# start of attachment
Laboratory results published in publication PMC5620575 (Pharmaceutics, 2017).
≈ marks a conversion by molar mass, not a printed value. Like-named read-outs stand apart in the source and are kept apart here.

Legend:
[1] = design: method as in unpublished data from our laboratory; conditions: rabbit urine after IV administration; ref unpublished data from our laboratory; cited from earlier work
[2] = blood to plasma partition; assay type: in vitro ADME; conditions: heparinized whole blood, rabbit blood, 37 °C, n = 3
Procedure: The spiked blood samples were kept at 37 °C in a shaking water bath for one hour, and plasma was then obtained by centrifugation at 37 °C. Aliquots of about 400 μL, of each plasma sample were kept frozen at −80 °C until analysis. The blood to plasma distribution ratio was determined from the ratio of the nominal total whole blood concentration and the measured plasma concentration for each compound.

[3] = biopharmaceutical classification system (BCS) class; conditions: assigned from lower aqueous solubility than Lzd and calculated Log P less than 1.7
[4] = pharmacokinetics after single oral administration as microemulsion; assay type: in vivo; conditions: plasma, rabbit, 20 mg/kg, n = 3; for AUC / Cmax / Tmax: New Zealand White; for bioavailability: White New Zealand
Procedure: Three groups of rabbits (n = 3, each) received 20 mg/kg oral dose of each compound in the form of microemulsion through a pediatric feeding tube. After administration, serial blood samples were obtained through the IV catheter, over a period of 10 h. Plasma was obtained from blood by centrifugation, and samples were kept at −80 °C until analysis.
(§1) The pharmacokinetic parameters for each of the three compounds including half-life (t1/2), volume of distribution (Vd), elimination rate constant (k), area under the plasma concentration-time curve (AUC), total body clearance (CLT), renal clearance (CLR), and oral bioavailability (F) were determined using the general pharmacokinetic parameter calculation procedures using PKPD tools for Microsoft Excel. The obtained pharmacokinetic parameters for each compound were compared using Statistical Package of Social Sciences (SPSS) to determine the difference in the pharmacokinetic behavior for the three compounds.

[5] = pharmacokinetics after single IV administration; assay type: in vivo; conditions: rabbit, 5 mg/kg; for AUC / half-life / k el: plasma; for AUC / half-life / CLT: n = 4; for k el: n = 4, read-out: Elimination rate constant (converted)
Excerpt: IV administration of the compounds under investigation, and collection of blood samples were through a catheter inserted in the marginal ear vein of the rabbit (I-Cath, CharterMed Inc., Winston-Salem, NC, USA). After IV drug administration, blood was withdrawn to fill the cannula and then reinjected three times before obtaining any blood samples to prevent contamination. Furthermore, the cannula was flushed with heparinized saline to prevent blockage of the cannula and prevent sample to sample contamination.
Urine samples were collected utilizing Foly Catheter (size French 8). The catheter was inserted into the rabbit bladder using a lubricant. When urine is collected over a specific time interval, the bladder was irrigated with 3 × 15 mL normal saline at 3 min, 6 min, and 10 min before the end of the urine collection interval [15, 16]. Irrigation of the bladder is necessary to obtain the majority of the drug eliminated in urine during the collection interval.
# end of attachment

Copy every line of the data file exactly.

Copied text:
Laboratory results published in publication PMC5620575 (Pharmaceutics, 2017).
≈ marks a conversion by molar mass, not a printed value. Like-named read-outs stand apart in the source and are kept apart here.

Legend:
[1] = design: method as in unpublished data from our laboratory; conditions: rabbit urine after IV administration; ref unpublished data from our laboratory; cited from earlier work
[2] = blood to plasma partition; assay type: in vitro ADME; conditions: heparinized whole blood, rabbit blood, 37 °C, n = 3
Procedure: The spiked blood samples were kept at 37 °C in a shaking water bath for one hour, and plasma was then obtained by centrifugation at 37 °C. Aliquots of about 400 μL, of each plasma sample were kept frozen at −80 °C until analysis. The blood to plasma distribution ratio was determined from the ratio of the nominal total whole blood concentration and the measured plasma concentration for each compound.

[3] = biopharmaceutical classification system (BCS) class; conditions: assigned from lower aqueous solubility than Lzd and calculated Log P less than 1.7
[4] = pharmacokinetics after single oral administration as microemulsion; assay type: in vivo; conditions: plasma, rabbit, 20 mg/kg, n = 3; for AUC / Cmax / Tmax: New Zealand White; for bioavailability: White New Zealand
Procedure: Three groups of rabbits (n = 3, each) received 20 mg/kg oral dose of each compound in the form of microemulsion through a pediatric feeding tube. After administration, serial blood samples were obtained through the IV catheter, over a period of 10 h. Plasma was obtained from blood by centrifugation, and samples were kept at −80 °C until analysis.
(§1) The pharmacokinetic parameters for each of the three compounds including half-life (t1/2), volume of distribution (Vd), elimination rate constant (k), area under the plasma concentration-time curve (AUC), total body clearance (CLT), renal clearance (CLR), and oral bioavailability (F) were determined using the general pharmacokinetic parameter calculation procedures using PKPD tools for Microsoft Excel. The obtained pharmacokinetic parameters for each compound were compared using Statistical Package of Social Sciences (SPSS) to determine the difference in the pharmacokinetic behavior for the three compounds.

[5] = pharmacokinetics after single IV administration; assay type: in vivo; conditions: rabbit, 5 mg/kg; for AUC / half-life / k el: plasma; for AUC / half-life / CLT: n = 4; for k el: n = 4, read-out: Elimination rate constant (converted)
Excerpt: IV administration of the compounds under investigation, and collection of blood samples were through a catheter inserted in the marginal ear vein of the rabbit (I-Cath, CharterMed Inc., Winston-Salem, NC, USA). After IV drug administration, blood was withdrawn to fill the cannula and then reinjected three times before obtaining any blood samples to prevent contamination. Furthermore, the cannula was flushed with heparinized saline to prevent blockage of the cannula and prevent sample to sample contamination.
Urine samples were collected utilizing Foly Catheter (size French 8). The catheter was inserted into the rabbit bladder using a lubricant. When urine is collected over a specific time interval, the bladder was irrigated with 3 × 15 mL normal saline at 3 min, 6 min, and 10 min before the end of the urine collection interval [15, 16]. Irrigation of the bladder is necessary to obtain the majority of the drug eliminated in urine during the collection interval.